Marcia Dixon charts the history of the black Pentecostal Church’s relationship with money
My attitude towards money, wealth and finance has changed over the years – in a good way, especially as my understanding of how money works has been informed by my faith and the reams of information on the topic that is now available.
Gleaning wisdom from the Windrush Generation
As a child of the Windrush Generation, it’s only recently that I’ve been able to adopt their wise, effective approach to money. Like many others I have been in debt, haven’t always spent wisely and had little understanding of how money worked.
The Windrush Generation worked hard for their money, were frugal and refused to live above their means. If they wanted an item that had a high price tag, they’d either save for it, pay for it over a set period or cautiously take out a loan. It’s worth noting that the Windrush Generation rarely used credit cards like subsequent generations have, so rarely got into major debt (apart from taking on their mortgage).
Many also found it difficult to access loans so they helped each other through a system called pardner. This entailed a group of people coming together and committing to pay a set amount into a central pool on a weekly basis.
Each member took turns in receiving the pooled savings, which were usually used to fund a specific purpose like a deposit for a house, buying school uniforms for children or paying for holidays. Pardners remain popular (I’m part of one) but these day are more likely to be paid via direct debit as opposed to cash.
Changing attitudes towards money
Black Pentecostal churches have contributed greatly to prevailing views about money within the black and African community.
I remember as a teenage Christian, churches often hosted building fund rallies where members raised money to finance the purchase of places of worship. Most Pentecostal churches have been bought with money raised by its members, who were ordinary working men and women.
Black church leaders have never been fearful of talking about money. I recall the subject of money being regularly mentioned in church – whether via sermons, songs or during offering time (which is often a moment of celebration in a service). Believers have been taught that it is a pleasure to give to the church, and that there is a blessing in giving to those in need – whether to people in church, charities or those living in poverty overseas.
Unfortunately, from the 1990s onwards, too many Christians were influenced by the ‘name it claim it’ movement (or prosperity gospel), which originated in the US. This teaching asserts that Christians can claim God’s blessings and material wealth by speaking positive affirmations or ‘naming’ their desired outcomes.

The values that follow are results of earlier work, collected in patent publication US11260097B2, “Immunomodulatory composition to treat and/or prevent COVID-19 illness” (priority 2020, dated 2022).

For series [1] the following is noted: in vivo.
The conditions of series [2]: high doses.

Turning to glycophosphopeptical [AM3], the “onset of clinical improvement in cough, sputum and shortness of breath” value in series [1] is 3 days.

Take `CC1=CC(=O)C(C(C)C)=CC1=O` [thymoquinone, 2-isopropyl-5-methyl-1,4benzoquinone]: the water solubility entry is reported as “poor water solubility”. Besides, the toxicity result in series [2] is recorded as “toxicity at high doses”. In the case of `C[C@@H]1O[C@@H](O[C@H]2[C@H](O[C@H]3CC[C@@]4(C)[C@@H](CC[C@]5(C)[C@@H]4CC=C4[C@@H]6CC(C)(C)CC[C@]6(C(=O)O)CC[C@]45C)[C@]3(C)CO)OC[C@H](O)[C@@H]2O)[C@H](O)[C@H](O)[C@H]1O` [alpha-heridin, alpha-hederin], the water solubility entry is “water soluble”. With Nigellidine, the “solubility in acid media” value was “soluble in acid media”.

The Windrush Generation worked hard for their money, were frugal and refused to live above their means
This ‘name it claim it’ philosophy influenced many within the black Church during that time. While I believe that God loves to bless his children, I didn’t and couldn’t jump on this bandwagon when it came to prominence because it encouraged materialism; something the Bible speaks against. I also personally believe that people need to work hard for the things we need and want. I recall Christians claiming BMW cars, designer bags and mansions. The teaching took both churches and individual members in a negative direction.
I’m glad that attitudes to money within the Church have evolved so that they are now more aligned with scripture. Believers are now being encouraged to create wealth, steward their money well and to leave a legacy.
Through more recent teaching about personal responsibility, the necessity of education and the importance of leaving wealth for the next generation, the black Pentecostal Church movement has inadvertedly contributed to the growth of the black business sector.
Scratch behind the surface of any black business owner you meet, and they are more likely to be Christian. Many of them are women. I welcome this development. I know that I have greatly benefitted from it and the teaching has helped me build a PR business that is greatly influenced by my faith.
I also welcome the focus on wealth building, especially as I’m from a community where, historically, we were consigned to low-paid hard work, prevented from setting up businesses and faced challenges when trying to access opportunities to build wealth.
In recent years there has been a rise in the number of Christian women providing advice on how to build profitable businesses, as well as helping other women to generate and build wealth.
I’m glad I live in a time when the Church has moved away from its once prevailing view that money was evil (a misinterpretation of 1 Timothy 6:10), and Christians should stay as far away from it as possible. I’m also glad that the prosperity gospel is on its way out.